November 12, 2012 – There was also a borderline effect towards developing new-onset diabetes among patients who started taking beta-blockers but it was not significant after adjusting for key clinical factors. Beta-blockers, statins, and diuretics are routinely used to lower the risk of death or serious events such as heart attacks in patients with cardiovascular disease. Despite the benefits, data suggests that these medications, particularly statins, can also increase fasting glucose levels and raise a patient’s risk of developing diabetes. A new study was the first to use serial glucose measurements to determine the effect of diuretics, beta-blockers, and statins on glucose levels. DCRI fellow Lan Shen, MD, (pictured) presented the findings at the 2012 American Heart Association Scientific Sessions. More than 9,500 patients with impaired glucose tolerance and other cardiovascular risk factors were enrolled in a sub-study of the NAVIGATOR trial. This sub-study is based on a population that was naïve to treatment with beta-blockers, diuretics, and statins at baseline enrollment. Patients had glucose measurements taken every six months for the first three years then annually thereafter. Average follow-up time for the trial was 5 years for new diabetes onset and 6.5 years for vital statistics. While enrolled in the study, approximately 17 percent of patients who were beta-blocker naïve at baseline began taking beta-blockers, 22 percent who were diuretic naïve at baseline started taking diuretics, and 24 percent who were statin naïve at baseline started taking statins. Patients who began taking diuretics and statins were significantly more likely to develop new-onset diabetes than patients who did not begin taking those medications. There was also a borderline eff Continue reading >>

Beta-blockers 'increase Diabetes Risk By 50 Per Cent'

Beta-blockers 'increase Diabetes Risk By 50 Per Cent'

Beta-blockers 'increase diabetes risk by 50 per cent' Patients taking beta-blockers for their blood pressure have a 50 per cent higher risk of developing diabetes compared to being on newer drugs, researchers have revealed. For the first time, a new study reveals the risk of using the older drugs which are no longer recommended for treating high blood pressure. Patients taking beta-blockers and diuretics - standard medication for over 30 years - are at far greater risk of becoming diabetic. Not only are they less effective than newer medication, but they actually hasten and, in some cases, induce the disease in blood pressure patients - who are already at high risk. This means at least 8,000 Britons taking the older drugs are getting diabetes unnecessarily each year as a result. Until earlier this year, around two million patients have been on beta blocker based treatments at any one time. But new guidance to doctors says newer ace inhibitors and calcium channel blockers should be the first choice treatment for the millions of Britons treated for high blood pressure. The change came after research found the older drugs were only half as effective at stopping strokes and heart attacks. Beta blockers such as atenolol should no longer be prescribed for the problem, said the guidelines from the National Institute for Clinical Excellence. But now a new clinical trial released yesterday show they also bring a 50 per cent higher risk of developing diabetes. Although many patients currently taking them are being switched by their GPs to newer drugs when they go for a scheduled check-up, they remain in wide use. Beta blockers are still considered the best treatment for other conditions such as angina, and doctors have warned patients not to stop taking them without medical advi Continue reading >>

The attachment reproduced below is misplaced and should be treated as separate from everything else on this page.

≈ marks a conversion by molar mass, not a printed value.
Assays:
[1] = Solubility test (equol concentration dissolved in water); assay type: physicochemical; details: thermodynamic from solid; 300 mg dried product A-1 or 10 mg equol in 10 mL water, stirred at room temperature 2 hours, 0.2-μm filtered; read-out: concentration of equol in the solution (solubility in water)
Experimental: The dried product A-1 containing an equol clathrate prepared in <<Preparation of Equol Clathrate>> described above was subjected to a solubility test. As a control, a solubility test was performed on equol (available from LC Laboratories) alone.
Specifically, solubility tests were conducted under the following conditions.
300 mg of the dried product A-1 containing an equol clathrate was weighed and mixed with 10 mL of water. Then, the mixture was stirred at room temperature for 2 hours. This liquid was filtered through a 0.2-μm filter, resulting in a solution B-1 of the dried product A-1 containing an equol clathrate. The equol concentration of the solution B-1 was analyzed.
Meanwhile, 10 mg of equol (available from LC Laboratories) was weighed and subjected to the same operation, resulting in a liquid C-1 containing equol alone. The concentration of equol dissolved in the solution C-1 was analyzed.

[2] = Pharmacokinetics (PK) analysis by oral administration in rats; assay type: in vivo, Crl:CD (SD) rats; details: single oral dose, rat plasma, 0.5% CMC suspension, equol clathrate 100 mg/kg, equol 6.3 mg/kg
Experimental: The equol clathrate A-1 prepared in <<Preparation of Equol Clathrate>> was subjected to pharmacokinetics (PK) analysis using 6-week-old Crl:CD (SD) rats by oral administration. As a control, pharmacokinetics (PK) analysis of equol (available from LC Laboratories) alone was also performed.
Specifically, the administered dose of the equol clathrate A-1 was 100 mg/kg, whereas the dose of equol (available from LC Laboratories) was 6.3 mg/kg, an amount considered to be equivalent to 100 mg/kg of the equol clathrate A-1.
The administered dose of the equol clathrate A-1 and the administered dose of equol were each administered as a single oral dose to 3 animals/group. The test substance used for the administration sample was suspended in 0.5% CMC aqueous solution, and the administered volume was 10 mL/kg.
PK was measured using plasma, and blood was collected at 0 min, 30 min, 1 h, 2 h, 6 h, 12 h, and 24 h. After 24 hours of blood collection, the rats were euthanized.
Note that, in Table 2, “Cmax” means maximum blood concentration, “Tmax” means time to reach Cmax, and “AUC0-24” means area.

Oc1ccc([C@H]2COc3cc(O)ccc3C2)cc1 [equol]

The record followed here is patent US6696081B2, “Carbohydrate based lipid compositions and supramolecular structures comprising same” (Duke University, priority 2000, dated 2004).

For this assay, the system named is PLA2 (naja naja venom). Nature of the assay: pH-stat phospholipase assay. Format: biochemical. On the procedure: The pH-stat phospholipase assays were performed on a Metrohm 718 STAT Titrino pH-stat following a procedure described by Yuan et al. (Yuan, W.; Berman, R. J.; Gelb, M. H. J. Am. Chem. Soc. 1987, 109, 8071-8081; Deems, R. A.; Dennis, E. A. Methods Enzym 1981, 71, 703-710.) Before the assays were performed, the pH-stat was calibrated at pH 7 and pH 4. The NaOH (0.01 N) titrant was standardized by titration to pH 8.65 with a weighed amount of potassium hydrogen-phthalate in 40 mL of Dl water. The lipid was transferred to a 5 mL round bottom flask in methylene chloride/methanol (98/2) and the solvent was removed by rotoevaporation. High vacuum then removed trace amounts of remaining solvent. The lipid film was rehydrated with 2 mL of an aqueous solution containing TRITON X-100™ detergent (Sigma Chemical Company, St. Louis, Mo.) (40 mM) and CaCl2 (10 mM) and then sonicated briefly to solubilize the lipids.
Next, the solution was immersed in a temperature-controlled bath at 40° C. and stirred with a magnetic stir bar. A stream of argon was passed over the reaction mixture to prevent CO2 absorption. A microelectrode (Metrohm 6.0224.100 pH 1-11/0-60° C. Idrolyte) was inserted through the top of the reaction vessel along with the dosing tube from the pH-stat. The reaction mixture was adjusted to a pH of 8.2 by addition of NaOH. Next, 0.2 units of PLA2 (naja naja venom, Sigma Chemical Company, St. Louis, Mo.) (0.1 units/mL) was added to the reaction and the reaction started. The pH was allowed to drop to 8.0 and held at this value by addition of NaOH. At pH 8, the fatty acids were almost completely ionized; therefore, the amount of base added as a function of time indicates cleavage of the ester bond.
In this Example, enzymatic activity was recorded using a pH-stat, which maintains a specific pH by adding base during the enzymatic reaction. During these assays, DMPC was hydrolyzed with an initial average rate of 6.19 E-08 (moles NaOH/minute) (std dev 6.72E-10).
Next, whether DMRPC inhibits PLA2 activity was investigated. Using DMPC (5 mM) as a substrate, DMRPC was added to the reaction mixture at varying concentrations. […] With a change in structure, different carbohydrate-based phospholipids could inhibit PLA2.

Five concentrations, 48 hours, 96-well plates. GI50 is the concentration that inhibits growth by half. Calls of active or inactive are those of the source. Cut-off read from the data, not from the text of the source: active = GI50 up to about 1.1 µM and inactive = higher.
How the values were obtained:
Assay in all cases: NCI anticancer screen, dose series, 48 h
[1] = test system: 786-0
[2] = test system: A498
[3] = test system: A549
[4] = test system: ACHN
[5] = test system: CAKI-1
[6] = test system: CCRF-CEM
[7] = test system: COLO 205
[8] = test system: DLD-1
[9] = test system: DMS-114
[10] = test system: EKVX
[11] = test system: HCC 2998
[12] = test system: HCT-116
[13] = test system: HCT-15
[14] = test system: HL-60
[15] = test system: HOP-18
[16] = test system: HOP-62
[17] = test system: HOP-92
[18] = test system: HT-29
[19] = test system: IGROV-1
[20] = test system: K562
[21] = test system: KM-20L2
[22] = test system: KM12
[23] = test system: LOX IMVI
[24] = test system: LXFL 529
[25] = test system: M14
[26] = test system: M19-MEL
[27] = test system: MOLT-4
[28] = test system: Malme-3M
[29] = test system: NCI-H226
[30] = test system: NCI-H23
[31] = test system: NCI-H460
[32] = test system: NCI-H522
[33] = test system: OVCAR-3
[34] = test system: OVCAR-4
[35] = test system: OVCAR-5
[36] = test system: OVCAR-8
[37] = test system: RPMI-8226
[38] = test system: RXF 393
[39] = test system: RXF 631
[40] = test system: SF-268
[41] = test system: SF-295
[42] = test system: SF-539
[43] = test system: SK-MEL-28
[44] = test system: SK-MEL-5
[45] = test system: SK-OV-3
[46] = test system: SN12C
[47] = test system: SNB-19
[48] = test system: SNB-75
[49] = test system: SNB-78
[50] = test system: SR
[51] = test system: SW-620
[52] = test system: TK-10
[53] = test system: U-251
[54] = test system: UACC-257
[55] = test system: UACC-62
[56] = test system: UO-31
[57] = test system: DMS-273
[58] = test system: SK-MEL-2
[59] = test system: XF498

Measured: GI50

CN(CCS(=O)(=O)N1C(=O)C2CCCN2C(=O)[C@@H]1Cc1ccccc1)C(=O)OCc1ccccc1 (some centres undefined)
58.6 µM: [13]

Drugs That Can Worsen Diabetes Control

Drugs That Can Worsen Diabetes Control

One of the main goals of any diabetes control regimen is keeping blood glucose levels in the near-normal range. The cornerstones of most plans to achieve that goal include following a healthy diet, getting regular exercise, and taking insulin or other medicines as necessary. However, it’s not uncommon for people with diabetes to have other medical conditions that also require taking medicines, and sometimes these drugs can interfere with efforts to control blood glucose. A few medicines, including some commonly prescribed to treat high blood pressure and heart disease, have even been implicated as the cause of some cases of diabetes. This article lists some of the medicines that can worsen blood glucose control, the reasons they have that effect, the usual magnitude of the blood glucose changes, as well as the pros and cons of using these drugs in people who have diabetes. Where the problems occur To understand how various medicines can worsen blood glucose control, it helps to understand how insulin, the hormone responsible for lowering blood glucose, works in the body. Insulin is released from the beta cells of the pancreas in response to rising levels of glucose in the bloodstream, rising levels of a hormone called GLP-1 (which is released from the intestines in response to glucose), and signals from the nerve connections to the pancreas. The secretion of insulin occurs in two phases: a rapid first phase and a delayed second phase. Both of these phases are dependent on levels of potassium and calcium in the pancreas. Insulin acts on three major organs: the liver, the muscles, and fat tissue. In the liver, insulin enhances the uptake of glucose and prevents the liver from forming new glucose, which it normally does to maintain fasting glucose levels. In muscle and f Continue reading >>

Beta Blockers

Beta Blockers